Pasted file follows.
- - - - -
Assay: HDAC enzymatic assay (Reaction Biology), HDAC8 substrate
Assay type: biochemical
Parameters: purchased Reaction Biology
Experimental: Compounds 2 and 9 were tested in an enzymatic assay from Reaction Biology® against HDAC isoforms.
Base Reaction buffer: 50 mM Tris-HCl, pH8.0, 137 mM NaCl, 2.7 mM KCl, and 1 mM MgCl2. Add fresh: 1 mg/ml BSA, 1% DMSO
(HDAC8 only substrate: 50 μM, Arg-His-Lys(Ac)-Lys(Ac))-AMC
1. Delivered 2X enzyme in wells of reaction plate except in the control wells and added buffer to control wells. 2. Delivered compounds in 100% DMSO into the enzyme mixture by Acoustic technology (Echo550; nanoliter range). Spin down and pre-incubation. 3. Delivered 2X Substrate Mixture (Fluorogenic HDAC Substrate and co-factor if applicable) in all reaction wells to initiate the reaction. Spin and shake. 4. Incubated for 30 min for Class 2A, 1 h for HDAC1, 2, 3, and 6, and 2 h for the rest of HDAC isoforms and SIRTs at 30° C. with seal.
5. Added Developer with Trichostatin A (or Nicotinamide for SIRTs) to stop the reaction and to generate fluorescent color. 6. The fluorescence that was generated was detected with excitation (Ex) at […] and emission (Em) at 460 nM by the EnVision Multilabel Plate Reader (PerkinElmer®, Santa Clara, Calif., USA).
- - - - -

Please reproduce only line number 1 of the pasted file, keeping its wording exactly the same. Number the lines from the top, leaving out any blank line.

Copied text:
Assay: HDAC enzymatic assay (Reaction Biology), HDAC8 substrate